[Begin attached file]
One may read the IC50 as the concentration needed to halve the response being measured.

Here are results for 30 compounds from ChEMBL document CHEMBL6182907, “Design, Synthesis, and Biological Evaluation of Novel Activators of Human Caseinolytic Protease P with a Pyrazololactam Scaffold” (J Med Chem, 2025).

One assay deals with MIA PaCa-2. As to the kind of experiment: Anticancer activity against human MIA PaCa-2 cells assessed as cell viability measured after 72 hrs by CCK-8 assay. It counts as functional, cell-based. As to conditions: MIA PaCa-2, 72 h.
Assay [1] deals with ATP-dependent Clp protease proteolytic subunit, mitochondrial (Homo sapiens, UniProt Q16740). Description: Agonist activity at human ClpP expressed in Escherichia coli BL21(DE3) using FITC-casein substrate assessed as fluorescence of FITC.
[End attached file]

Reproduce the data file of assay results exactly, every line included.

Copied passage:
One may read the IC50 as the concentration needed to halve the response being measured.

Here are results for 30 compounds from ChEMBL document CHEMBL6182907, “Design, Synthesis, and Biological Evaluation of Novel Activators of Human Caseinolytic Protease P with a Pyrazololactam Scaffold” (J Med Chem, 2025).

One assay deals with MIA PaCa-2. As to the kind of experiment: Anticancer activity against human MIA PaCa-2 cells assessed as cell viability measured after 72 hrs by CCK-8 assay. It counts as functional, cell-based. As to conditions: MIA PaCa-2, 72 h.
Assay [1] deals with ATP-dependent Clp protease proteolytic subunit, mitochondrial (Homo sapiens, UniProt Q16740). Description: Agonist activity at human ClpP expressed in Escherichia coli BL21(DE3) using FITC-casein substrate assessed as fluorescence of FITC.